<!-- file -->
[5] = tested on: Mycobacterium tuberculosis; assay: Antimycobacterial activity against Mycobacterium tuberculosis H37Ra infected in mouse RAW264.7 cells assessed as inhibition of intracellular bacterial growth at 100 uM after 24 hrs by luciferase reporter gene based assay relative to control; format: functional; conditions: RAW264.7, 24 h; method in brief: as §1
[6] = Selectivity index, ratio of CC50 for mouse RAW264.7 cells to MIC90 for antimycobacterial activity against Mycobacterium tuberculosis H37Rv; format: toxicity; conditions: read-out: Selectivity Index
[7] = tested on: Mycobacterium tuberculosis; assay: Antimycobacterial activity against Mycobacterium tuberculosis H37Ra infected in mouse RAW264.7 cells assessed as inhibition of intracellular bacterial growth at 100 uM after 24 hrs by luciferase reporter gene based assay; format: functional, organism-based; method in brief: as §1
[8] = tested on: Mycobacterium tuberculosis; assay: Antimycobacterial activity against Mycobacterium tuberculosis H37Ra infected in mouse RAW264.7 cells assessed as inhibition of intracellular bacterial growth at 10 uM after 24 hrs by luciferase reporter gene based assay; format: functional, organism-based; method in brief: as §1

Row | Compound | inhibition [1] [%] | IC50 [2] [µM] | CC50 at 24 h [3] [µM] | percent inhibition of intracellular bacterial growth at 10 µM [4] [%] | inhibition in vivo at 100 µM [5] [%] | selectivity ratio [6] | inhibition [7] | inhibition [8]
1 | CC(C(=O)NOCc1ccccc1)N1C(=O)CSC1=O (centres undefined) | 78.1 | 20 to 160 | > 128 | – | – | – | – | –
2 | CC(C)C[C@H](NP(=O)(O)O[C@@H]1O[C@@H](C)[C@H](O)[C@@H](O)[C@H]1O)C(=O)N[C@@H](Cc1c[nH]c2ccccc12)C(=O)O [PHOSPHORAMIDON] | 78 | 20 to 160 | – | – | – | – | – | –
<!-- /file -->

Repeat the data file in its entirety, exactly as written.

[5] = tested on: Mycobacterium tuberculosis; assay: Antimycobacterial activity against Mycobacterium tuberculosis H37Ra infected in mouse RAW264.7 cells assessed as inhibition of intracellular bacterial growth at 100 uM after 24 hrs by luciferase reporter gene based assay relative to control; format: functional; conditions: RAW264.7, 24 h; method in brief: as §1
[6] = Selectivity index, ratio of CC50 for mouse RAW264.7 cells to MIC90 for antimycobacterial activity against Mycobacterium tuberculosis H37Rv; format: toxicity; conditions: read-out: Selectivity Index
[7] = tested on: Mycobacterium tuberculosis; assay: Antimycobacterial activity against Mycobacterium tuberculosis H37Ra infected in mouse RAW264.7 cells assessed as inhibition of intracellular bacterial growth at 100 uM after 24 hrs by luciferase reporter gene based assay; format: functional, organism-based; method in brief: as §1
[8] = tested on: Mycobacterium tuberculosis; assay: Antimycobacterial activity against Mycobacterium tuberculosis H37Ra infected in mouse RAW264.7 cells assessed as inhibition of intracellular bacterial growth at 10 uM after 24 hrs by luciferase reporter gene based assay; format: functional, organism-based; method in brief: as §1

Row | Compound | inhibition [1] [%] | IC50 [2] [µM] | CC50 at 24 h [3] [µM] | percent inhibition of intracellular bacterial growth at 10 µM [4] [%] | inhibition in vivo at 100 µM [5] [%] | selectivity ratio [6] | inhibition [7] | inhibition [8]
1 | CC(C(=O)NOCc1ccccc1)N1C(=O)CSC1=O (centres undefined) | 78.1 | 20 to 160 | > 128 | – | – | – | – | –
2 | CC(C)C[C@H](NP(=O)(O)O[C@@H]1O[C@@H](C)[C@H](O)[C@@H](O)[C@H]1O)C(=O)N[C@@H](Cc1c[nH]c2ccccc12)C(=O)O [PHOSPHORAMIDON] | 78 | 20 to 160 | – | – | – | – | – | –